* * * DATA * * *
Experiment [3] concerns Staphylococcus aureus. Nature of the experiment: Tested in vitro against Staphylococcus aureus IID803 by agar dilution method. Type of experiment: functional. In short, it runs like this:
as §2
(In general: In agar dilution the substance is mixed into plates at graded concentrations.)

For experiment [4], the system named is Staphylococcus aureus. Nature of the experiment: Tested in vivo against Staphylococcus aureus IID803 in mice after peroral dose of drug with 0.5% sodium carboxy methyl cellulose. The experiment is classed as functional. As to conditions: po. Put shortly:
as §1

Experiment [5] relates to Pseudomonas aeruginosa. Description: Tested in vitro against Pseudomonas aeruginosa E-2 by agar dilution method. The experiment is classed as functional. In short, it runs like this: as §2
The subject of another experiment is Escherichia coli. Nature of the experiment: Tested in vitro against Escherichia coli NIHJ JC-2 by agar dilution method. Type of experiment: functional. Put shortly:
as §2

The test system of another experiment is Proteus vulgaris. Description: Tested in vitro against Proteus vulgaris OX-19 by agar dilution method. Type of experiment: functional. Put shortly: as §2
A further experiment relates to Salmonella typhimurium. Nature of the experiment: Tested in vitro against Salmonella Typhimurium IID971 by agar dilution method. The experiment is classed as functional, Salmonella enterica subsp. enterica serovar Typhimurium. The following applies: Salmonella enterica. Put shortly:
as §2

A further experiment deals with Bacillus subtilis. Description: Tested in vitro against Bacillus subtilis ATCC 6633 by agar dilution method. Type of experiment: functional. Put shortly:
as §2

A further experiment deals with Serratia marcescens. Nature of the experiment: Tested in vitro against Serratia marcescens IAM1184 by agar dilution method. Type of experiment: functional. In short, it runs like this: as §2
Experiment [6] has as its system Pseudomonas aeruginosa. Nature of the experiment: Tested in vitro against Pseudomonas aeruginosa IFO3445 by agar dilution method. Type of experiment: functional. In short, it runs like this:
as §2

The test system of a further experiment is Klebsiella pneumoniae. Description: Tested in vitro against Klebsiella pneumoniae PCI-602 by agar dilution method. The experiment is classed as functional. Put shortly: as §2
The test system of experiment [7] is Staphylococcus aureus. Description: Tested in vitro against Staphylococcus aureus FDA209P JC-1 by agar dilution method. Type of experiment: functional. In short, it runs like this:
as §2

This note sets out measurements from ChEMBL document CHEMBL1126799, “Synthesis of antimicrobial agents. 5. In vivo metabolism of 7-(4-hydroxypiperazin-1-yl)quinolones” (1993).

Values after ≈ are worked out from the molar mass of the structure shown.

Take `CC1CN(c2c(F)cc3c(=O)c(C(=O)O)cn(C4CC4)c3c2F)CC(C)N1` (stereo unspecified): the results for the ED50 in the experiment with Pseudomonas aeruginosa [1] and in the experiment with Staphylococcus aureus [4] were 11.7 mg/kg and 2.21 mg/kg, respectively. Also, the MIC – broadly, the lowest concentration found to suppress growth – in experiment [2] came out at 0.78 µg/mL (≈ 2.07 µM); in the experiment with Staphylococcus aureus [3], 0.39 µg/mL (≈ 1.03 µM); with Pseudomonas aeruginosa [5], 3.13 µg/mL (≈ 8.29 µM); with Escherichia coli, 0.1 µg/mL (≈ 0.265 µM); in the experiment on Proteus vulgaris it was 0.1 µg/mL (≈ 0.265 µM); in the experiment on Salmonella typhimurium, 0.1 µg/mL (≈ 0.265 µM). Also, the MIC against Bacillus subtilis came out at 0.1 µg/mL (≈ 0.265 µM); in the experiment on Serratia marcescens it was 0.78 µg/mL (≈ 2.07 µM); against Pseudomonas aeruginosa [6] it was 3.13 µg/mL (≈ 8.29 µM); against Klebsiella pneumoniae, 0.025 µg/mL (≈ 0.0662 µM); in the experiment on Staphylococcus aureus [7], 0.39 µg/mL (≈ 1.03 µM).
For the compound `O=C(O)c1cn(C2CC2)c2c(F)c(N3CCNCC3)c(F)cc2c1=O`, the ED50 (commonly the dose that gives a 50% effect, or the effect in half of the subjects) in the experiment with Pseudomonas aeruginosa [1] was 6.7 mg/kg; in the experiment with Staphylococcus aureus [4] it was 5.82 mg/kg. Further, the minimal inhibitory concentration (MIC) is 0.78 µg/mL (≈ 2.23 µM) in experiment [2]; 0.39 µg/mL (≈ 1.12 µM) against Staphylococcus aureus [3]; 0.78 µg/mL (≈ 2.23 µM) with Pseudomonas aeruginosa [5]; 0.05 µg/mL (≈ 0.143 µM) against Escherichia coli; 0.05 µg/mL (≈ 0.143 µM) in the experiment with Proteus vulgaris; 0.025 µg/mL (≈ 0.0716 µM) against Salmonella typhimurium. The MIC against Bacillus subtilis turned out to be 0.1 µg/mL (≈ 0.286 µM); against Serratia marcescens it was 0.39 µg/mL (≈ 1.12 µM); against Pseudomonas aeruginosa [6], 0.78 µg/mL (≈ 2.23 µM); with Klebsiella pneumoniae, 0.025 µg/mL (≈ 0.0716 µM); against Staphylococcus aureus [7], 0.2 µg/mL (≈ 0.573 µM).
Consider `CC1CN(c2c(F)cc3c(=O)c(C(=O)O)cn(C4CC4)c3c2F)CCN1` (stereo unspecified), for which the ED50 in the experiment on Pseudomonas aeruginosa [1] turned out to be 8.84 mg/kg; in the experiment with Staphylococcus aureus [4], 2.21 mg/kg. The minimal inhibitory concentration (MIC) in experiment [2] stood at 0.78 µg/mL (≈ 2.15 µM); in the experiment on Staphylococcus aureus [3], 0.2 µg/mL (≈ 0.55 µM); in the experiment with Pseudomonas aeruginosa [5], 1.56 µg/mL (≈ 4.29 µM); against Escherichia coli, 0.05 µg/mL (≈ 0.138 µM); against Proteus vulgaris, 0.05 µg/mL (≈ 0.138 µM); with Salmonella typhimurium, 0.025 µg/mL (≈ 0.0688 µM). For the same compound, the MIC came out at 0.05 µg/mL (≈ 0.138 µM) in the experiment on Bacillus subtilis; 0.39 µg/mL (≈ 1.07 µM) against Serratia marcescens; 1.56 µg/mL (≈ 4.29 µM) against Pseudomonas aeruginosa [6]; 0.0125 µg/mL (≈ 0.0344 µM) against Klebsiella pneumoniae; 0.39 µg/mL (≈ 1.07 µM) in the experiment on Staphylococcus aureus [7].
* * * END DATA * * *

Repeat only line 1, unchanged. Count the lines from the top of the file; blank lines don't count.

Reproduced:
Experiment [3] concerns Staphylococcus aureus. Nature of the experiment: Tested in vitro against Staphylococcus aureus IID803 by agar dilution method. Type of experiment: functional. In short, it runs like this: